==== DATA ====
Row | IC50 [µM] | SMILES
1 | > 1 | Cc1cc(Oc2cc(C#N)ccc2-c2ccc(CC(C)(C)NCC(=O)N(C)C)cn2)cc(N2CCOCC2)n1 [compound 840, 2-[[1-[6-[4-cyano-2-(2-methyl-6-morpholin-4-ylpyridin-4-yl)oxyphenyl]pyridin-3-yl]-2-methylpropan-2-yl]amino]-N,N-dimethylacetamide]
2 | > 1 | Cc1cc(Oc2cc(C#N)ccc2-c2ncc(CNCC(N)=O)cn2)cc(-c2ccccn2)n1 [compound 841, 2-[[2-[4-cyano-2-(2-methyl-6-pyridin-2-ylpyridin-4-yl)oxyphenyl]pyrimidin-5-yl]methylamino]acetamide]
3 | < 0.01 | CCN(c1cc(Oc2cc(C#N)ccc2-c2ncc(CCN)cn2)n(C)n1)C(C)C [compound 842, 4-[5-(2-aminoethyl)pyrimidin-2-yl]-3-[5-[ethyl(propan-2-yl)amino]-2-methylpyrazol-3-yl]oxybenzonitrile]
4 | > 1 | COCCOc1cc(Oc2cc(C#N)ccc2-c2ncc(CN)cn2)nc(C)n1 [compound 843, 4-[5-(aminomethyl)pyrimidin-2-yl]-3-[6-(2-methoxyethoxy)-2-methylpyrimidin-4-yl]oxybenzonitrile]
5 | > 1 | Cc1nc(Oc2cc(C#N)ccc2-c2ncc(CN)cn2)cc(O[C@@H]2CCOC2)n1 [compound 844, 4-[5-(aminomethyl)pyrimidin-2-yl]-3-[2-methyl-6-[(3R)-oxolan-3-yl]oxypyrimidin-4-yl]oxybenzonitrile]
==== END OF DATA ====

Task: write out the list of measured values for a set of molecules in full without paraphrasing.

Row | IC50 [µM] | SMILES
1 | > 1 | Cc1cc(Oc2cc(C#N)ccc2-c2ccc(CC(C)(C)NCC(=O)N(C)C)cn2)cc(N2CCOCC2)n1 [compound 840, 2-[[1-[6-[4-cyano-2-(2-methyl-6-morpholin-4-ylpyridin-4-yl)oxyphenyl]pyridin-3-yl]-2-methylpropan-2-yl]amino]-N,N-dimethylacetamide]
2 | > 1 | Cc1cc(Oc2cc(C#N)ccc2-c2ncc(CNCC(N)=O)cn2)cc(-c2ccccn2)n1 [compound 841, 2-[[2-[4-cyano-2-(2-methyl-6-pyridin-2-ylpyridin-4-yl)oxyphenyl]pyrimidin-5-yl]methylamino]acetamide]
3 | < 0.01 | CCN(c1cc(Oc2cc(C#N)ccc2-c2ncc(CCN)cn2)n(C)n1)C(C)C [compound 842, 4-[5-(2-aminoethyl)pyrimidin-2-yl]-3-[5-[ethyl(propan-2-yl)amino]-2-methylpyrazol-3-yl]oxybenzonitrile]
4 | > 1 | COCCOc1cc(Oc2cc(C#N)ccc2-c2ncc(CN)cn2)nc(C)n1 [compound 843, 4-[5-(aminomethyl)pyrimidin-2-yl]-3-[6-(2-methoxyethoxy)-2-methylpyrimidin-4-yl]oxybenzonitrile]
5 | > 1 | Cc1nc(Oc2cc(C#N)ccc2-c2ncc(CN)cn2)cc(O[C@@H]2CCOC2)n1 [compound 844, 4-[5-(aminomethyl)pyrimidin-2-yl]-3-[2-methyl-6-[(3R)-oxolan-3-yl]oxypyrimidin-4-yl]oxybenzonitrile]